Future of Egypt unclear

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Opinion by Cary Bronson

It seemed as though much of Egypt cheered after President Hosni Mubarak resigned Feb. 11. Protesters had been demonstrating for days and tension was high.
On the one hand, this is a victory for popular sovereignty. The people were unhappy with the 30 years of Mubarak’s rule, which they believed to be unjust, so they took action and brought about change in their government.  However, each time Mubarak was elected, it was by a majority. He did not seize power and keep it for life with no elections, like Napoleon Bonaparte did. Even if the election method was not perfect, the majority of voters chose Mubarak.
According to the New York Times, Mubarak first rose to power some 30 years ago when, in 1981, former president, Anwar el-Sadat, was assassinated. On Feb. 25, 1986, the Cairo police held a mutiny. Mubarak was reelected on Oct. 5, 1987, then again in 1993.
On June 26, 1995, gunmen attempted to assassinate him, but failed. On Oct. 5, 1999, he was reelected a fourth time. In March 2005, he was elected to a fifth term, sparking widespread protests. In 2006, he announced an intention to remain president for the rest of his life. However, on Feb. 11, 2011, his tenure came to an end, as Mubarak reluctantly resigned under intense pressure from protesters.
Mubarak’s resignation can be considered a victory for the people. In many ways, it is similar to the American Revolution. The people believed that their government was not serving their needs and took action to change it. Many criticized the government policies that allowed Mubarak to be reelected five times. The election method outlined by the constitution made it difficult for anyone of a minority political party to run for office.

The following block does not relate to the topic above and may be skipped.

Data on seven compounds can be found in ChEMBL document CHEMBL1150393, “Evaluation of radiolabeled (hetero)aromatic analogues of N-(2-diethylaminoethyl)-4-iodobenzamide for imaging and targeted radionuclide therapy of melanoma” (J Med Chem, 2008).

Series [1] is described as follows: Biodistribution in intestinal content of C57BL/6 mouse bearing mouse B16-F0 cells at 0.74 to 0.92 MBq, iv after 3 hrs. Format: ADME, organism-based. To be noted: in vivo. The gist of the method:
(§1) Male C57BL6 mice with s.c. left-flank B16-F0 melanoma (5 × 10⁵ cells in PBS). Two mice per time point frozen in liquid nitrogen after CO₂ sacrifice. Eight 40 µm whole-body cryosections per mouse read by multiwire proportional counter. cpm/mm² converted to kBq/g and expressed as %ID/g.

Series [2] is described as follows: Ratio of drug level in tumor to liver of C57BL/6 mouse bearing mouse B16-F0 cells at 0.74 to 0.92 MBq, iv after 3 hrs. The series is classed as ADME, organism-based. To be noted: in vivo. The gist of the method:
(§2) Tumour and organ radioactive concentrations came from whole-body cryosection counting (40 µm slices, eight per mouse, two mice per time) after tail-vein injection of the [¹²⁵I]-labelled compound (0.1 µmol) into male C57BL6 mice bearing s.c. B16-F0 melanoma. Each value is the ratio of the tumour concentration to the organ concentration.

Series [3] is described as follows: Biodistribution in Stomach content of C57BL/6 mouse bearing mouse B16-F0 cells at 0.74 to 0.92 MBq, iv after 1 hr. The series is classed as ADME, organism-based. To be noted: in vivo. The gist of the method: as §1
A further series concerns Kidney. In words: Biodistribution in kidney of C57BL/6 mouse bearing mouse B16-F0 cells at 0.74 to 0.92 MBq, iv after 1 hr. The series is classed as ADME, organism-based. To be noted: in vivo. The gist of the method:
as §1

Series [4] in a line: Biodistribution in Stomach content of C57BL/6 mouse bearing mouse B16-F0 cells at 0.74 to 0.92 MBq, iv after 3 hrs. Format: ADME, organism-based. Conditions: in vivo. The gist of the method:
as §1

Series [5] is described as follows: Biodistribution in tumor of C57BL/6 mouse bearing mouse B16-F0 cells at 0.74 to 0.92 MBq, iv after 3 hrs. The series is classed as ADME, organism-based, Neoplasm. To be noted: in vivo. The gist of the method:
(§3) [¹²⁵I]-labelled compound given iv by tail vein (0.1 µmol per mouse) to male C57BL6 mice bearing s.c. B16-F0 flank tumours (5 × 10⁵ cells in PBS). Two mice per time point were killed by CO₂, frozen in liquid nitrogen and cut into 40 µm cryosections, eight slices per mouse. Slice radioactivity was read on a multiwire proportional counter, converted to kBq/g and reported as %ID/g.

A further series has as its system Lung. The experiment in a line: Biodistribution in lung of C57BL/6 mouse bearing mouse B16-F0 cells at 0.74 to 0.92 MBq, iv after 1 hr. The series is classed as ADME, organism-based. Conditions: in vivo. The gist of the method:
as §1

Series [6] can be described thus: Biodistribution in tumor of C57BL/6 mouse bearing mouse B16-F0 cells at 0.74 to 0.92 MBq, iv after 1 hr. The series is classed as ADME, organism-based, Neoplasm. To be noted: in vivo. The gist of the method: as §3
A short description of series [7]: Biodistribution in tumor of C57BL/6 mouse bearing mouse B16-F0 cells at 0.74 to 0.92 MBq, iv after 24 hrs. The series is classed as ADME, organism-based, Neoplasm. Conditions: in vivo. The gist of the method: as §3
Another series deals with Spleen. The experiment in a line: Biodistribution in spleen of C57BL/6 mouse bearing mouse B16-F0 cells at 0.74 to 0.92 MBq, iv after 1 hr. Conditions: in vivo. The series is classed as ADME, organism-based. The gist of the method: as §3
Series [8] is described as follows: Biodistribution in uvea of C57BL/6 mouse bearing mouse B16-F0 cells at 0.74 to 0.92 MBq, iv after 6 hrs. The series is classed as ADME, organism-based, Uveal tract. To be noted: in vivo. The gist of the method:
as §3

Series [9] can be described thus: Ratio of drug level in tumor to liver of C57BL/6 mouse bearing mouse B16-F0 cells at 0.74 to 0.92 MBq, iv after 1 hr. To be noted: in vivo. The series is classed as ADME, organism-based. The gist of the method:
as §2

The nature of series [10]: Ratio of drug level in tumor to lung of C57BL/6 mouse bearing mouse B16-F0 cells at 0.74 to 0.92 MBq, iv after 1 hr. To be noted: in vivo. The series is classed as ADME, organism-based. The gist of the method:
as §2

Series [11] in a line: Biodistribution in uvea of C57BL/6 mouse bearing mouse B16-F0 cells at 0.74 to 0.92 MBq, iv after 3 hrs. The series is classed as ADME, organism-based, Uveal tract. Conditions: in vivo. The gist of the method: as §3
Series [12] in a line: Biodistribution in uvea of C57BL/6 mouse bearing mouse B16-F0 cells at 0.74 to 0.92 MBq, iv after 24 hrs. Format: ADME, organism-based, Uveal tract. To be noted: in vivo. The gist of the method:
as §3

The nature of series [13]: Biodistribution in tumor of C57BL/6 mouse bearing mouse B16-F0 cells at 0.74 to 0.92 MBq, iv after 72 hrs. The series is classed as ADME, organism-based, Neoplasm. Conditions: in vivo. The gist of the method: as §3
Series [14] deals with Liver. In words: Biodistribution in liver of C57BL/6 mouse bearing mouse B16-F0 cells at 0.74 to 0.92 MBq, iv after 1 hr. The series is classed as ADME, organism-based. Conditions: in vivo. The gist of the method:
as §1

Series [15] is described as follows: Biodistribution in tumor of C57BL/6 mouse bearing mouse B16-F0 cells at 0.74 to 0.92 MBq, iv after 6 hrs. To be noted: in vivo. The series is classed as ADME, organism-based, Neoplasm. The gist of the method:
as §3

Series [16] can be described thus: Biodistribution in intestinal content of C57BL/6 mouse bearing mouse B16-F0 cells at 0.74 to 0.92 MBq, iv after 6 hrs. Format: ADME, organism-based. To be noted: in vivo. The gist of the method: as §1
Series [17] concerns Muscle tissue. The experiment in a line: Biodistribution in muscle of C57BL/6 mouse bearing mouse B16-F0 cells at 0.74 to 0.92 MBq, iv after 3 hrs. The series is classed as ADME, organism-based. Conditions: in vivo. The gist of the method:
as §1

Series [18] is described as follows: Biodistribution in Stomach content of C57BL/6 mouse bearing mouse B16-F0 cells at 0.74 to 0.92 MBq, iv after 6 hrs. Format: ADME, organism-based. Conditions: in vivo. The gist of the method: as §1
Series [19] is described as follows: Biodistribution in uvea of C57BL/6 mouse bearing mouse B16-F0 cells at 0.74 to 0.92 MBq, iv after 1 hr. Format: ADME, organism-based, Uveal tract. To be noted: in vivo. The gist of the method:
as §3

So, because Mubarak’s party, the National Democratic Party, held such a majority, it was almost impossible to oppose Mubarak.
The people did not view these elections as truly democratic, so they took action. Even though the change was nowhere near as dramatic or prolonged as the American Revolution, the parallels cannot be ignored. This bodes well for Egypt’s future.
On the other hand, the protesters seem a bit unreasonable. Even if the Egyptian constitution is flawed, Mubarak was democratically reelected every time. He never ran unopposed. He could have been voted out of office. Also, he was nowhere nearly as brutal as dictators-for-life like Kim Jong-Il of North Korea.
Plus, Mubarak made increasingly large concessions to the protesters without them storming his office. His resignation was only the last of these. This shows that he really did care about his people. I cannot help feeling concern for the future of Egypt.
The Egyptian military has taken control. They suspended the constitution and dissolved the Egyptian Parliament. The protesters never proposed a replacement during their protests. This lack of clarity of vision will indubitably hamper their progress.
Whether for better or worse, the success of the protesters has changed the course of history, not just for Egypt; but for the Middle East and, perhaps the world.